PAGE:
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Blue Jays make AL East take notice; Reuschel a gem of consistency

Some teams win big. Some win with flair. Some even win ``ugly,'' as the saying goes. And then there are the Toronto Blue Jays, who win inconspicuously! South of the border the Blue Jays are a credit card commercial (Do you know me?). Manager Jimy Williams is best known to trivia buffs as a guy who insists that his first name be spelled with only one m. And except for George Bell, who has been one of the league leaders all year in homers and runs batted in, most of the Toronto players are a few notches below the ``household name'' category. Yet in the American League East, an elite division that houses the glamorous New York Yankees, the hard-hat Detroit Tigers, and the defending league champion Boston Red Sox, there's a good chance it will be the Blue Jays who go to the playoffs.

Led by a starting rotation featuring Jimmy Key, Dave Stieb, Jim Clancy, and John Cerutti, Toronto has fashioned the second-best earned-run average in the league. And now the Blue Jays have added Old St. Knuck, better known as Phil Niekro (age 48), whose knuckleball over a 24-year career has fluttered to more than 300 victories.

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It was a typical pennant-race deal: Toronto getting the veteran who might make a difference now while the out-of-the-race Cleveland Indians picked up a couple of promising minor-league prospects who could help them in the future. And of course it was a great break for Niekro, who despite his illustrious achievements is still looking for his first chance to pitch in a World Series. (Phil worked five scoreless innings only to eventually lose to Chicago in his Toronto debut Thursday night, but is still counted on as a plus in the coming weeks.)

As for offense, Toronto has enough power hitters laced into its starting lineup that opposing pitchers are always operating under pressure. Bell, who is slugging at a pace that would produce nearly 50 homers and 130 or more RBIs, is the big gun, and he has a solid supporting cast. And to set the table there is Tony Fernandez, who not only is one of the slickest infielders around but who last year had the most hits (212) of any shortstop in this century. Although Fernandez is lagging slightly behind that pace, he continues to lead his team in getting on base and to rank among the league's top 10 batters.

``Nobody knows us,'' said Tom (the Terminator) Henke, who minds the Toronto bullpen so well he already has 25 saves. ``People think we're a bunch of Canadians,'' added first baseman Willie Upshaw, whose swing makes baseballs flat on one side.

That refers, of course, to the general public. Baseball people are well aware of the Blue Jays - and have been ever since they rose up to second place in 1984 and won the division title the following year.

``Back in March, I felt that Toronto might be the team to beat in our division,'' explained Yankee manager Lou Piniella, who also admits to even greater concern now about his neighbors to the north.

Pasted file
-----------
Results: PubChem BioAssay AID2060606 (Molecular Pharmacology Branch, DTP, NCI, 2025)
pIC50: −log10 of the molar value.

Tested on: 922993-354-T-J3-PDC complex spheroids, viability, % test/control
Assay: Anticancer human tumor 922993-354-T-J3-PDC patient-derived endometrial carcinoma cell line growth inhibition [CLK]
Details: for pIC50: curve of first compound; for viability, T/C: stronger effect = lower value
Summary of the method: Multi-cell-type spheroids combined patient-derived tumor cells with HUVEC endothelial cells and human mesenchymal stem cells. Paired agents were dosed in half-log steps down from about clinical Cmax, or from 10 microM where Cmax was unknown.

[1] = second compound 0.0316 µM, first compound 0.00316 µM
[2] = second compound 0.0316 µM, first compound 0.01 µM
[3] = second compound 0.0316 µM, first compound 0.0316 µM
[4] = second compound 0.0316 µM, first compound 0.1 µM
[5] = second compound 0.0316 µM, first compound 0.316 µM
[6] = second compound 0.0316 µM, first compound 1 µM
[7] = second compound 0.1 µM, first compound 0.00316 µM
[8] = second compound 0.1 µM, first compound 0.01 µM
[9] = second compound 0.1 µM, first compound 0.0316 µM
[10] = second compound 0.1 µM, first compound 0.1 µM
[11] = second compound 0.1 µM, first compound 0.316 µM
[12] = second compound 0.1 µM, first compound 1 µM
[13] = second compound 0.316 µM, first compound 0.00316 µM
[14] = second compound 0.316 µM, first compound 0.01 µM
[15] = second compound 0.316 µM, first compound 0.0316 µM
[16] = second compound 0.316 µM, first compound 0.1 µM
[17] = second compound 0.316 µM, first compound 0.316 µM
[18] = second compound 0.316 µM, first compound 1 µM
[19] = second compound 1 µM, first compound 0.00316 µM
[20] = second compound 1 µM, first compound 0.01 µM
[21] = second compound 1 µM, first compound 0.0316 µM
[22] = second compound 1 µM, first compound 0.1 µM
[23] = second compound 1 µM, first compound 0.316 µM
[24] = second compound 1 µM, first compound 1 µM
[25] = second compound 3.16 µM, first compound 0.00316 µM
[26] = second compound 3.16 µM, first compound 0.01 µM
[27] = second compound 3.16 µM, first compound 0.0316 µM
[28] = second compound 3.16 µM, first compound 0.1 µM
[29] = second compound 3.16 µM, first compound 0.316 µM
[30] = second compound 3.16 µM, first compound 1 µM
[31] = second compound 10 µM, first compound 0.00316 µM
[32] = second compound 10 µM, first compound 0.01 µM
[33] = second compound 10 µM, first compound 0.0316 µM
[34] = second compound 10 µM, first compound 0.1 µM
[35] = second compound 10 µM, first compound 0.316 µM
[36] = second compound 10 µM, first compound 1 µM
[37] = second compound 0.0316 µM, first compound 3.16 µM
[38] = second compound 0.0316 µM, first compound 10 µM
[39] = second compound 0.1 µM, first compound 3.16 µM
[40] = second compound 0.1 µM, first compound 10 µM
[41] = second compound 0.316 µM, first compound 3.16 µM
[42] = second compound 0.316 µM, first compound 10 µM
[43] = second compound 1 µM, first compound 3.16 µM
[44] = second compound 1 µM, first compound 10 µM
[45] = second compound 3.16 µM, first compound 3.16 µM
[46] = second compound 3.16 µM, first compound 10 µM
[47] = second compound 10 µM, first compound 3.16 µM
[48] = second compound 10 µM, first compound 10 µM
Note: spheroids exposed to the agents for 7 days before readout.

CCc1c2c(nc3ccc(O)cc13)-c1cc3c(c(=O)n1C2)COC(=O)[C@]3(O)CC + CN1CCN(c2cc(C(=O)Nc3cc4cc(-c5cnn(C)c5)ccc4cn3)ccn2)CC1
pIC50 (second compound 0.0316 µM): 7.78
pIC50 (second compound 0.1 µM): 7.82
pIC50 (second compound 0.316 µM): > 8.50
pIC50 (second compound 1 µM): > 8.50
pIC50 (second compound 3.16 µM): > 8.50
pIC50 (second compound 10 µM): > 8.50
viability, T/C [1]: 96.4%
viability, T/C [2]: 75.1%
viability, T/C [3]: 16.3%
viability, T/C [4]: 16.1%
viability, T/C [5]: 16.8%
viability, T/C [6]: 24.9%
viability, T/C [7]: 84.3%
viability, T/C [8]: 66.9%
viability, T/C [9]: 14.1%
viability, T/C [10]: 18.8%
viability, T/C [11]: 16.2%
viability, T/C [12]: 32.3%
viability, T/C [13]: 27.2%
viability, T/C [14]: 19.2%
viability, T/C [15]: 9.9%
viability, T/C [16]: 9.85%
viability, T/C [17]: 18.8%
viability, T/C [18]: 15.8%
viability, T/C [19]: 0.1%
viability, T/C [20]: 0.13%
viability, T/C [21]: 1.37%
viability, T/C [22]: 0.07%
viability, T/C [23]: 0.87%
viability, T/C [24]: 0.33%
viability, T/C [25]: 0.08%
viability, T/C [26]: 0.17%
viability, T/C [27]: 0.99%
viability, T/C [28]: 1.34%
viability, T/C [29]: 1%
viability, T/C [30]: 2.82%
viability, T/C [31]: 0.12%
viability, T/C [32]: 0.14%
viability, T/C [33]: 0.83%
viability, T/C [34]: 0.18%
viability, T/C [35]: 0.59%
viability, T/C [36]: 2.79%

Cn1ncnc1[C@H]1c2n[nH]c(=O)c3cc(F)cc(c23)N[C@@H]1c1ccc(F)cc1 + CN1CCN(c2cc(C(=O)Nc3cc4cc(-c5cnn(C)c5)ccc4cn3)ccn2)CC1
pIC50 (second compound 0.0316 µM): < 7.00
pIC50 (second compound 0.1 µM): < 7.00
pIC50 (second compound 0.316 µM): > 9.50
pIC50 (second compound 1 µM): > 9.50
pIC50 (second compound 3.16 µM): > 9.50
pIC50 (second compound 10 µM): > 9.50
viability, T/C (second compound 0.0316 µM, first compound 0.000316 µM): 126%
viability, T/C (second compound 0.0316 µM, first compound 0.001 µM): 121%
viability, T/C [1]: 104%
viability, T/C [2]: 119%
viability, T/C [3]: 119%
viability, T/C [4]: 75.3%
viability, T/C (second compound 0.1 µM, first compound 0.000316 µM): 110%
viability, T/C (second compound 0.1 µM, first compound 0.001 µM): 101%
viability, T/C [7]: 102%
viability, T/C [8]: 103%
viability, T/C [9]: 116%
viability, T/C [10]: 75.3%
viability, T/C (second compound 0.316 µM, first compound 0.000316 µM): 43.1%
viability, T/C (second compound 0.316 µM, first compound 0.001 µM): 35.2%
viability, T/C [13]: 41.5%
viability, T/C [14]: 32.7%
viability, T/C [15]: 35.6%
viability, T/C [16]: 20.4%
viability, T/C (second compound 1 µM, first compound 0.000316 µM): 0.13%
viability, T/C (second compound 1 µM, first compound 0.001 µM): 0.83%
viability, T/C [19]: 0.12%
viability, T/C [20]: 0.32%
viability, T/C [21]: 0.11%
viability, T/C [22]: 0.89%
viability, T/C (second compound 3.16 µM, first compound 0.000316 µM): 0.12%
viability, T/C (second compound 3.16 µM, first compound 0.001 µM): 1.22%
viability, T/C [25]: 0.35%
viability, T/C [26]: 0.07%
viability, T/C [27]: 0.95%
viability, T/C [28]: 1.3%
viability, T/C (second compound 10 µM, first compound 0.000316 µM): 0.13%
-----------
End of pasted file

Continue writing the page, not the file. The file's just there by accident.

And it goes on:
Of course as a unit, there may not be a better all-around outfield in the American League than center fielder Lloyd Moseby, right fielder Jesse Barfield, and left fielder Bell, who sometimes talks to his bat but rarely the media. All three are excellent RBI men, and their range in the field is just below that of a Boeing 747.

And don't forget Ernie Whitt, probably the game's most underrated catcher.

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Back in the winter of 1985, when Williams was named to replace the ever-popular Bobby Cox as the Blue Jay manager, doubts about his ability formed like ice on the ponds of Canada's northernmost provinces. Jimy silenced the skeptics with a division title that year, yet when the best the defending champion Jays could do was finish fourth in '86, the chorus started up again.

But it's surprising how much smarter Williams has become in less than 12 months. It must be that clean, fresh Canadian air. Certainly Bell and Company, plus the way Jimy juggles his pitchers, have nothing to do with it! Pittsburgh pitcher shines

For most of this season, the National League hasn't seen a more consistent pitcher than 38-year-old Rick Reuschel of the mistake-prone Pittsburgh Pirates. Reuschel, who years ago switched to finesse after arm problems short-circuited him as a power pitcher, has the lowest earned-run average (2.63) of any starter in the league. The veteran right-hander also leads the league in complete games (8), and his three shutouts - all in July - have him among the leaders in that category as well.

Reuschel's 8-6 record hardly tells the story of his effectiveness - as is usually the case with a pitcher on a last-place team. Only once in his first eight starts did Rick surrender more than one earned run. Add to this the fact that he lost one game in which he didn't give up an earned run and pitched another in which he went eight shutout innings without being involved in the decision and you get an idea of his craftsmanship.

The Pirates, who signed Reuschel as a free agent 2 years ago, call him K mart - partly because he was a bargain, and also because his strikeouts usually outnumber his walks 2 to 1 (78-35 at the moment).

If you're wondering what's ahead for Rick, there's speculation he could be sent to Cincinnati in a late-season trade, since the Pirates, NL East cellar-dwellers, are a young team in the early stages of a rebuilding program.

One pitcher of Reuschel's quality could help the Reds lock up first place in the National League West. In return, the Pirates are expected to ask for power hitter Nick Esasky, 11 years Rick's junior.

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